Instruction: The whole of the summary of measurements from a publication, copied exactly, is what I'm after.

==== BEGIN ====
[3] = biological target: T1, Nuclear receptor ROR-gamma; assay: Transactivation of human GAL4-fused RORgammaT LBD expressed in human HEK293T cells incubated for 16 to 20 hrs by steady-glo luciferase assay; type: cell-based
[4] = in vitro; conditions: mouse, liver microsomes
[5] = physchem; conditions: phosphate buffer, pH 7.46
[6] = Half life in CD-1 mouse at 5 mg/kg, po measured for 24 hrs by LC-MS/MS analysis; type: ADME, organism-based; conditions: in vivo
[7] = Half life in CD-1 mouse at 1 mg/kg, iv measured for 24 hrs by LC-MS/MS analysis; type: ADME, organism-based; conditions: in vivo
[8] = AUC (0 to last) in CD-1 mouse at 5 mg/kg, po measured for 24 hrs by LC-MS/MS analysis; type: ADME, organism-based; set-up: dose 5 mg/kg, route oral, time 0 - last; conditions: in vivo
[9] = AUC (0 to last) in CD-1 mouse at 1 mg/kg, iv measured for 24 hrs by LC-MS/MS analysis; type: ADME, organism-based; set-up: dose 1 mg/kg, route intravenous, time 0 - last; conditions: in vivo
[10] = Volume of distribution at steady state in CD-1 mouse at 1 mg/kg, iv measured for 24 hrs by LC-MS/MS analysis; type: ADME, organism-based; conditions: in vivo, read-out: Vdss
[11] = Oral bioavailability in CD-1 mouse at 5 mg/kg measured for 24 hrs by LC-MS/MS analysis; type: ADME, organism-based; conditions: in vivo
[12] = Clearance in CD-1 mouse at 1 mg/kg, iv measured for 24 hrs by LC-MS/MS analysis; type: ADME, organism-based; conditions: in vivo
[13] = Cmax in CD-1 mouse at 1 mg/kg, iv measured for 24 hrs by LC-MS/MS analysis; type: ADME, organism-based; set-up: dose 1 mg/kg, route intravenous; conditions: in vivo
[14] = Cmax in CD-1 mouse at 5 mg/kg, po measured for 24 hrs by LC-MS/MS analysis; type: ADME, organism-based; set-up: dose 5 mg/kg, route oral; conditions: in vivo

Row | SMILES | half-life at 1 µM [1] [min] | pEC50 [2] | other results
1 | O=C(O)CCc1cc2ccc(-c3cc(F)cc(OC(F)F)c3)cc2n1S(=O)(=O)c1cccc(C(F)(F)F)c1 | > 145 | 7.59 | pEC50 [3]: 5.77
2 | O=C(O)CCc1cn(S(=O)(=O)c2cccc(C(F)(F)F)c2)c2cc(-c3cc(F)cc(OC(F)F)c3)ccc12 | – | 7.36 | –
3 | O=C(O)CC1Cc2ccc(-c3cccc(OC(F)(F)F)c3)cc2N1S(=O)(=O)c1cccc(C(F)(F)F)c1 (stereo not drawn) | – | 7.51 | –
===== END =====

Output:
[3] = biological target: T1, Nuclear receptor ROR-gamma; assay: Transactivation of human GAL4-fused RORgammaT LBD expressed in human HEK293T cells incubated for 16 to 20 hrs by steady-glo luciferase assay; type: cell-based
[4] = in vitro; conditions: mouse, liver microsomes
[5] = physchem; conditions: phosphate buffer, pH 7.46
[6] = Half life in CD-1 mouse at 5 mg/kg, po measured for 24 hrs by LC-MS/MS analysis; type: ADME, organism-based; conditions: in vivo
[7] = Half life in CD-1 mouse at 1 mg/kg, iv measured for 24 hrs by LC-MS/MS analysis; type: ADME, organism-based; conditions: in vivo
[8] = AUC (0 to last) in CD-1 mouse at 5 mg/kg, po measured for 24 hrs by LC-MS/MS analysis; type: ADME, organism-based; set-up: dose 5 mg/kg, route oral, time 0 - last; conditions: in vivo
[9] = AUC (0 to last) in CD-1 mouse at 1 mg/kg, iv measured for 24 hrs by LC-MS/MS analysis; type: ADME, organism-based; set-up: dose 1 mg/kg, route intravenous, time 0 - last; conditions: in vivo
[10] = Volume of distribution at steady state in CD-1 mouse at 1 mg/kg, iv measured for 24 hrs by LC-MS/MS analysis; type: ADME, organism-based; conditions: in vivo, read-out: Vdss
[11] = Oral bioavailability in CD-1 mouse at 5 mg/kg measured for 24 hrs by LC-MS/MS analysis; type: ADME, organism-based; conditions: in vivo
[12] = Clearance in CD-1 mouse at 1 mg/kg, iv measured for 24 hrs by LC-MS/MS analysis; type: ADME, organism-based; conditions: in vivo
[13] = Cmax in CD-1 mouse at 1 mg/kg, iv measured for 24 hrs by LC-MS/MS analysis; type: ADME, organism-based; set-up: dose 1 mg/kg, route intravenous; conditions: in vivo
[14] = Cmax in CD-1 mouse at 5 mg/kg, po measured for 24 hrs by LC-MS/MS analysis; type: ADME, organism-based; set-up: dose 5 mg/kg, route oral; conditions: in vivo

Row | SMILES | half-life at 1 µM [1] [min] | pEC50 [2] | other results
1 | O=C(O)CCc1cc2ccc(-c3cc(F)cc(OC(F)F)c3)cc2n1S(=O)(=O)c1cccc(C(F)(F)F)c1 | > 145 | 7.59 | pEC50 [3]: 5.77
2 | O=C(O)CCc1cn(S(=O)(=O)c2cccc(C(F)(F)F)c2)c2cc(-c3cc(F)cc(OC(F)F)c3)ccc12 | – | 7.36 | –
3 | O=C(O)CC1Cc2ccc(-c3cccc(OC(F)(F)F)c3)cc2N1S(=O)(=O)c1cccc(C(F)(F)F)c1 (stereo not drawn) | – | 7.51 | –